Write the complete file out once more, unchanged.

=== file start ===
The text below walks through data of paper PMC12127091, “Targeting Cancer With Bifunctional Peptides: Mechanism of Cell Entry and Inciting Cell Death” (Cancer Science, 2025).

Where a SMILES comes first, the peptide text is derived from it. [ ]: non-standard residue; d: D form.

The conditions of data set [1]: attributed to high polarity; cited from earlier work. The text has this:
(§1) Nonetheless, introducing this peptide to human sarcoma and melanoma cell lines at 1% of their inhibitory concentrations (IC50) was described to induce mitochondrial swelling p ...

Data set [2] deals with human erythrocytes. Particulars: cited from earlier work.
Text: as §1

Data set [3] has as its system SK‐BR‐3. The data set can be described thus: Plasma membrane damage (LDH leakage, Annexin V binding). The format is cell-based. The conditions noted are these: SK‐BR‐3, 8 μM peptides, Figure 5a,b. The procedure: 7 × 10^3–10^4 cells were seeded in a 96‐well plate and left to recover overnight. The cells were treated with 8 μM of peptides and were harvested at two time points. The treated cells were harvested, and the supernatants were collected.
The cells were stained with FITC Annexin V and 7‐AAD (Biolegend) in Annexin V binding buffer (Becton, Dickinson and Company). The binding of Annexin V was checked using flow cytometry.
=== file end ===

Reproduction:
The text below walks through data of paper PMC12127091, “Targeting Cancer With Bifunctional Peptides: Mechanism of Cell Entry and Inciting Cell Death” (Cancer Science, 2025).

Where a SMILES comes first, the peptide text is derived from it. [ ]: non-standard residue; d: D form.

The conditions of data set [1]: attributed to high polarity; cited from earlier work. The text has this:
(§1) Nonetheless, introducing this peptide to human sarcoma and melanoma cell lines at 1% of their inhibitory concentrations (IC50) was described to induce mitochondrial swelling p ...

Data set [2] deals with human erythrocytes. Particulars: cited from earlier work.
Text: as §1

Data set [3] has as its system SK‐BR‐3. The data set can be described thus: Plasma membrane damage (LDH leakage, Annexin V binding). The format is cell-based. The conditions noted are these: SK‐BR‐3, 8 μM peptides, Figure 5a,b. The procedure: 7 × 10^3–10^4 cells were seeded in a 96‐well plate and left to recover overnight. The cells were treated with 8 μM of peptides and were harvested at two time points. The treated cells were harvested, and the supernatants were collected.
The cells were stained with FITC Annexin V and 7‐AAD (Biolegend) in Annexin V binding buffer (Becton, Dickinson and Company). The binding of Annexin V was checked using flow cytometry.